By Richard Lessner

Trout fishing was an important part of European settlement in the American West from the very beginning. Explorers, trappers, pioneers, soldiers, and homesteaders all brought along fishing tackle as they pushed westward across the Great Plains and into the Rocky Mountains, where they found rivers and streams flowing with clear, cold water and fairly bursting with new and exotic members of the family Salmonidae. Angling for trout (and salmon) had a significant place in the Lewis and Clark expedition and also played an improbable role in the outcome of the one of the most famous Indian battles on the nineteenth-century frontier.

From A. C. Laut, Pathfinders of the West (New York: The Macmillan Company, 1904). Retrieved from Project Gutenberg: http://www.gutenberg.org/files/18216/18216-h/18216-h.htm#img-317.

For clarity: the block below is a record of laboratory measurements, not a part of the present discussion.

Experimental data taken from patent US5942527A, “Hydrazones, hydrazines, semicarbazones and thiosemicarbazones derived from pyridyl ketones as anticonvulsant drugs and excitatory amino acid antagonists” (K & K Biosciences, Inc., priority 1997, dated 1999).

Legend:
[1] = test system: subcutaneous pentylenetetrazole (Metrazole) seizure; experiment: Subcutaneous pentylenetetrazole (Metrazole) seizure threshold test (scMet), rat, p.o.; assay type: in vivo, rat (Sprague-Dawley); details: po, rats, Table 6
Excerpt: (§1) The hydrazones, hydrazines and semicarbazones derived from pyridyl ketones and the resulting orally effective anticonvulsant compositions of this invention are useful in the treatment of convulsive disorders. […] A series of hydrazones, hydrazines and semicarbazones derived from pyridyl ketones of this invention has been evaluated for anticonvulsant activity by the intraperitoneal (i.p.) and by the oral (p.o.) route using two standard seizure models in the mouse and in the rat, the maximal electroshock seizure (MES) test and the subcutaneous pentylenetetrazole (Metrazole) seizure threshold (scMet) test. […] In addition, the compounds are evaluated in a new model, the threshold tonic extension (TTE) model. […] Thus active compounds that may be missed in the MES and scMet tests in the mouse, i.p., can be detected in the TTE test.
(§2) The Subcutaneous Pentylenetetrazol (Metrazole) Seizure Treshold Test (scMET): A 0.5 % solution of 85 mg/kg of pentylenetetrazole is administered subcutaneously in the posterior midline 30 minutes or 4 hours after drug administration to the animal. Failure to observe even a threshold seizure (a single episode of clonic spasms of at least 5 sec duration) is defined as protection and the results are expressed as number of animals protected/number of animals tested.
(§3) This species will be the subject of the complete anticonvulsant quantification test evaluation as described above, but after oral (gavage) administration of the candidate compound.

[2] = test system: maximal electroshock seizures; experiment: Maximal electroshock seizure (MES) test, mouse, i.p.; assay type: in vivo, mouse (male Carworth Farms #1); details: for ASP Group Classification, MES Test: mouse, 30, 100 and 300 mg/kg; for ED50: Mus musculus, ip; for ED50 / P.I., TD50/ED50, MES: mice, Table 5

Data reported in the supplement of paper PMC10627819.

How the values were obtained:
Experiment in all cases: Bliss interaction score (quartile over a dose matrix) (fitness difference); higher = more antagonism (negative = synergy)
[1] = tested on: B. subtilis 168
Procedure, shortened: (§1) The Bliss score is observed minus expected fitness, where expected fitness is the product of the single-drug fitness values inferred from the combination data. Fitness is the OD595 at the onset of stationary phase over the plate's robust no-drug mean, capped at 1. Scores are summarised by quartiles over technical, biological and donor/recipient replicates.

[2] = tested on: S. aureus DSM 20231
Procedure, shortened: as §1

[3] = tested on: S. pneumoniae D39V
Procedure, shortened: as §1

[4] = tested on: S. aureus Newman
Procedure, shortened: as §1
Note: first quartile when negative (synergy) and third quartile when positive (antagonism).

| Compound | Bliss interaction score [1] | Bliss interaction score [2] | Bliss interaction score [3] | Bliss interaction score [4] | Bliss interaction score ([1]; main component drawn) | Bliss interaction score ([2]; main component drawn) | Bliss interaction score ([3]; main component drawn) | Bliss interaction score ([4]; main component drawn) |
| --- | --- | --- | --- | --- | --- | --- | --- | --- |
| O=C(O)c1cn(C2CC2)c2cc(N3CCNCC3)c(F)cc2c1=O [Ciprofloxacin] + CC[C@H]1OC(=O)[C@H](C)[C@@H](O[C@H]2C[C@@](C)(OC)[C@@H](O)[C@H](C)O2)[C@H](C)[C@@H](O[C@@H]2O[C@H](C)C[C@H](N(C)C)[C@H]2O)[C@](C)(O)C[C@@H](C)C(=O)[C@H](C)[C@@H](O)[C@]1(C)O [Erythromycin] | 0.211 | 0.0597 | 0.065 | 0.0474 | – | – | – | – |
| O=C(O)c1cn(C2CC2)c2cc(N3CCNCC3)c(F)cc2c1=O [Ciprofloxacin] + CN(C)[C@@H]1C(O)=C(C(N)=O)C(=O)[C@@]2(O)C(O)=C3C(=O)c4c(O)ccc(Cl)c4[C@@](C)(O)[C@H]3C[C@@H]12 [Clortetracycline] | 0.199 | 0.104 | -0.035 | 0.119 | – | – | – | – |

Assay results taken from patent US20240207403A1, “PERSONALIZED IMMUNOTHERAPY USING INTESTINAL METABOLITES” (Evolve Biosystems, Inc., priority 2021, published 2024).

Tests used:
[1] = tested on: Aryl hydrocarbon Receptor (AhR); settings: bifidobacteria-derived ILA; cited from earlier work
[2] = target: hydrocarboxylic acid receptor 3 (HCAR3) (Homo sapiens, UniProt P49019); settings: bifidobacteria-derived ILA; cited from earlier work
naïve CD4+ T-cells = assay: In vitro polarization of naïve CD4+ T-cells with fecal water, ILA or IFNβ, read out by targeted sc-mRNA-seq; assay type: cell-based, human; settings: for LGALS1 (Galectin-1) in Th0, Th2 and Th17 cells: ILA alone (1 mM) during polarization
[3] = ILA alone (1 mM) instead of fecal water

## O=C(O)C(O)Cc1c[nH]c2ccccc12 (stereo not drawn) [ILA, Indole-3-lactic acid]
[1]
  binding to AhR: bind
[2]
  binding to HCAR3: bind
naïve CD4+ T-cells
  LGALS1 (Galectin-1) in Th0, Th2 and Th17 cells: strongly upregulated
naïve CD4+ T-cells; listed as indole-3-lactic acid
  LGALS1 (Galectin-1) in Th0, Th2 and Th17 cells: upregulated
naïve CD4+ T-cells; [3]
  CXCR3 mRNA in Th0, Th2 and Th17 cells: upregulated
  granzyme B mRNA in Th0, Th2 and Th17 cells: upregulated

The Corps of Discovery (1803–1806) led by Captains Meriwether Lewis and William Clark was the first to scientifically describe several new species of fish, including the Yellowstone and Westslope cutthroat trout. The captains and their men mostly went fishing for food to supplement their diet of buffalo, elk, deer, pronghorn, and bear meat, but they also pursued what today we would call sport or recreational fishing. The Corps’s designated fisherman, Silas Goodrich, was an avid angler, and according to the expedition’s journals, he was a man of extraordinary ability. Paul Russell Cutright, in his authoritative book Lewis & Clark: Pioneering Nat­uralists, describes Good­rich as “the Izaak Walton of the expedition.”1 There were places along the trail where game became scarce and meat was difficult to come by. During these lean times, the Corps often came to rely on Goodrich’s notable angling skills to hold hunger at bay and provide needed sustenance so the men could push on toward the Pacific.

Silas Goodrich’s prowess with rod and line is mentioned throughout the journals of the various expedition members. On the day that Meriwether Lewis reached the Great Falls of the Missouri, 13 June 1805, Goodrich is reported in the captain’s journal to have caught “several large trout,” which the advance scouting party cooked for dinner.2